Spotify testing low-cost plan. The plan — called Spotify Plus, because “Plus” is the nomenclature du jour — would still serve ads to the subscriber, but it will give them with more control over the listening experience, like being able to skip tracks without a per-hour limitation and the actual ability to choose the songs they want to hear.
Being a swaddled Spotify Premium subscriber for quite some time now, so I had missed the roll-out of the current iteration of the app’s free tier that took place in 2018. Among other characteristics, the free tier has a limited pool of songs for on-demand listening, users are limited to shuffling songs that are outside of that pool, and they can only skip six tracks per hour. Also, there’s advertising.
All of which is to say, that’s a lot of experience tax on the free tier, meant to push users down the conversion funnel into a Premium subscription. And there’s a lot of them: according to Spotify’s recent earnings report, the app currently has about 210 million ad-supported monthly active users, against 165 million premium subscribers.
But as much as an experience tax as there might be, the leap from Free to Premium — which primarily costs $9.99 per month, though there is a $4.99 per month Student Plan and discounts for bundles, and gives paid subscribers complete control over their consumption of available offerings without ads — is likely too steep for many, and the move to introduce a plan positioned in-between seems like a prudent enough move on paper. (Several observers have pointed out that Spotify’s push for a cheaper plan comes at around the same time that YouTube is testing a similar concept. A broader trend of restructuring subscription plan structures appears to be afoot.)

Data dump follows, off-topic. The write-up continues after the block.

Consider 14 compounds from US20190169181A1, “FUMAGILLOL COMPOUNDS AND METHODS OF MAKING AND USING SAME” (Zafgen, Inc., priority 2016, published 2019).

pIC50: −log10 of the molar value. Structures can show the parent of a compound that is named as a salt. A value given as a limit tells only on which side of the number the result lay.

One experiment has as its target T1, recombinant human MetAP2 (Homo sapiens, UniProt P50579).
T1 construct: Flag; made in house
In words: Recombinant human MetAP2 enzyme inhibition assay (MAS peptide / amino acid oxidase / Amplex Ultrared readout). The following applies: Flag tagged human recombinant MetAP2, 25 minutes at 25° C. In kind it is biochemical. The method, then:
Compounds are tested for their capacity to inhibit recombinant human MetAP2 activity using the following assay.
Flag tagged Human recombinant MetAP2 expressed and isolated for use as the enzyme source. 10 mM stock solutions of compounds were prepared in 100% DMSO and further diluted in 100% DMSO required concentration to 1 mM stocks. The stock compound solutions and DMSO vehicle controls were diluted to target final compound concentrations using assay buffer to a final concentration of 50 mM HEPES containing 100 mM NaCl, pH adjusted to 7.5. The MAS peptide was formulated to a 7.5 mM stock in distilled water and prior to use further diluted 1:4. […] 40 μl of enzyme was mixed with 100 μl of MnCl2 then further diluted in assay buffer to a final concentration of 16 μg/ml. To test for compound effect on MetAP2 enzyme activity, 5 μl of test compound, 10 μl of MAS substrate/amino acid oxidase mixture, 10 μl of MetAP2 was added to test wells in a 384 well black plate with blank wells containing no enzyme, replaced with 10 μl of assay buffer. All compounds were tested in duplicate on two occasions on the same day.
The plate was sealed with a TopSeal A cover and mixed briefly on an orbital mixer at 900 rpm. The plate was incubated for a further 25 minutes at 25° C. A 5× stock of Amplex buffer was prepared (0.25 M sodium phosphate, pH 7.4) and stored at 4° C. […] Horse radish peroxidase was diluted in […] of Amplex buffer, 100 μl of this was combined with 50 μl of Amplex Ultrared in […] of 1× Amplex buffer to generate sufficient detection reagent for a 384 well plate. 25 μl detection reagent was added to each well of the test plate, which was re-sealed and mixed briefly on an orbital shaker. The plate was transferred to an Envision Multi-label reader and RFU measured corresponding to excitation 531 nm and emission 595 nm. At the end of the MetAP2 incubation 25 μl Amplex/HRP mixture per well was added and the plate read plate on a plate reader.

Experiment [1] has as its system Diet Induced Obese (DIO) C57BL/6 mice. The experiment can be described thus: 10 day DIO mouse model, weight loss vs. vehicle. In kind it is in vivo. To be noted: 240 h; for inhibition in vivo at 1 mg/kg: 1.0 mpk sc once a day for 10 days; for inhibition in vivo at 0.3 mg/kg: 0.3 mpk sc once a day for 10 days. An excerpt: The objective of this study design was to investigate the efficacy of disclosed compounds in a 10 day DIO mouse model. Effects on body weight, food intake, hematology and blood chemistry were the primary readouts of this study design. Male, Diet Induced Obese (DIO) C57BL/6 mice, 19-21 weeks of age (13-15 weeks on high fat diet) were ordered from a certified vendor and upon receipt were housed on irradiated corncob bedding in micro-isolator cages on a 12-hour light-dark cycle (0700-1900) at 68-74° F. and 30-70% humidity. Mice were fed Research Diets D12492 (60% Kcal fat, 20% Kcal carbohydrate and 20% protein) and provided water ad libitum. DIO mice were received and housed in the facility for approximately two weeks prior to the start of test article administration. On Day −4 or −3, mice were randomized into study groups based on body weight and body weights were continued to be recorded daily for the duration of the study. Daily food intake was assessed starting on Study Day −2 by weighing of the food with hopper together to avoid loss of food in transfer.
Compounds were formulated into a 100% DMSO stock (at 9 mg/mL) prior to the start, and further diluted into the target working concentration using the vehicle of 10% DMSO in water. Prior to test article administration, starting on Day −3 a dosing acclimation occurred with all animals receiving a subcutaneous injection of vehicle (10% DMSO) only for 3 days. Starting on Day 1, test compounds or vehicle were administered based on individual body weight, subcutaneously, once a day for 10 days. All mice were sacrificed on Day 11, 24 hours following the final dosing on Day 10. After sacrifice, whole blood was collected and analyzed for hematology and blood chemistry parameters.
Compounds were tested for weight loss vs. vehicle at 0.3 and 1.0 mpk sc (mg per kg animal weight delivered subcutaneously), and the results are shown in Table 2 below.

Some details of the Spotify Plus plan appear to be in flux. Some users have spotted the plan being test-marketed to them at $0.99 per month, though a spokesperson confirmed to The Verge that the company is actually experimenting with a few different price points. Should it ultimately work out to be $0.99 per month, that strikes me as a pretty comfortable threshold for lots of free users looking to greatly improve their experience. (I would not undervalue the ability to skip infinitely, even if there are still ads.)